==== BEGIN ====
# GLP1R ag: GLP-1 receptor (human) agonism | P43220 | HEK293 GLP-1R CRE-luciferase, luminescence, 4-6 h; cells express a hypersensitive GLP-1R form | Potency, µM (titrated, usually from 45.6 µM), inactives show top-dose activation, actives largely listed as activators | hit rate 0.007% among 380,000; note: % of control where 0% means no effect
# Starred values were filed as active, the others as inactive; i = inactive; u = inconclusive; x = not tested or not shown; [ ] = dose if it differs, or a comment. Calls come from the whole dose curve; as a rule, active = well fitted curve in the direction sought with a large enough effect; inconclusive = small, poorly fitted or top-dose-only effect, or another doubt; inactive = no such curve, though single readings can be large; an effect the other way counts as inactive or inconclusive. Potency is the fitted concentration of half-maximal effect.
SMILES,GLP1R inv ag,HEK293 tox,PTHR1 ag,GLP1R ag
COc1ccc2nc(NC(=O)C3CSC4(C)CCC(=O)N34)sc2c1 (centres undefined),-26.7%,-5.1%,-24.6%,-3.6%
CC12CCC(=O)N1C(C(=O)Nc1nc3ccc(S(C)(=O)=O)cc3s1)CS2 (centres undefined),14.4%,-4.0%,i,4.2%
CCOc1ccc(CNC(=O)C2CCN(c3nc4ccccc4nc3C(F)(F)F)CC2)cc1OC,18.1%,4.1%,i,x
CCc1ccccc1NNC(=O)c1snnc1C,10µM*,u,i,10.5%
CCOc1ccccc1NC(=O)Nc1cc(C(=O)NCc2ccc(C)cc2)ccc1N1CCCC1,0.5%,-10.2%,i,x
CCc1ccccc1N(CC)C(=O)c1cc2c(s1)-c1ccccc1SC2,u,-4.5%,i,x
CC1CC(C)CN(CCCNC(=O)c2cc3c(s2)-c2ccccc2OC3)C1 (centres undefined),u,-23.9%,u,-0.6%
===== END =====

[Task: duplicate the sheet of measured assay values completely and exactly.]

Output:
# GLP1R ag: GLP-1 receptor (human) agonism | P43220 | HEK293 GLP-1R CRE-luciferase, luminescence, 4-6 h; cells express a hypersensitive GLP-1R form | Potency, µM (titrated, usually from 45.6 µM), inactives show top-dose activation, actives largely listed as activators | hit rate 0.007% among 380,000; note: % of control where 0% means no effect
# Starred values were filed as active, the others as inactive; i = inactive; u = inconclusive; x = not tested or not shown; [ ] = dose if it differs, or a comment. Calls come from the whole dose curve; as a rule, active = well fitted curve in the direction sought with a large enough effect; inconclusive = small, poorly fitted or top-dose-only effect, or another doubt; inactive = no such curve, though single readings can be large; an effect the other way counts as inactive or inconclusive. Potency is the fitted concentration of half-maximal effect.
SMILES,GLP1R inv ag,HEK293 tox,PTHR1 ag,GLP1R ag
COc1ccc2nc(NC(=O)C3CSC4(C)CCC(=O)N34)sc2c1 (centres undefined),-26.7%,-5.1%,-24.6%,-3.6%
CC12CCC(=O)N1C(C(=O)Nc1nc3ccc(S(C)(=O)=O)cc3s1)CS2 (centres undefined),14.4%,-4.0%,i,4.2%
CCOc1ccc(CNC(=O)C2CCN(c3nc4ccccc4nc3C(F)(F)F)CC2)cc1OC,18.1%,4.1%,i,x
CCc1ccccc1NNC(=O)c1snnc1C,10µM*,u,i,10.5%
CCOc1ccccc1NC(=O)Nc1cc(C(=O)NCc2ccc(C)cc2)ccc1N1CCCC1,0.5%,-10.2%,i,x
CCc1ccccc1N(CC)C(=O)c1cc2c(s1)-c1ccccc1SC2,u,-4.5%,i,x
CC1CC(C)CN(CCCNC(=O)c2cc3c(s2)-c2ccccc2OC3)C1 (centres undefined),u,-23.9%,u,-0.6%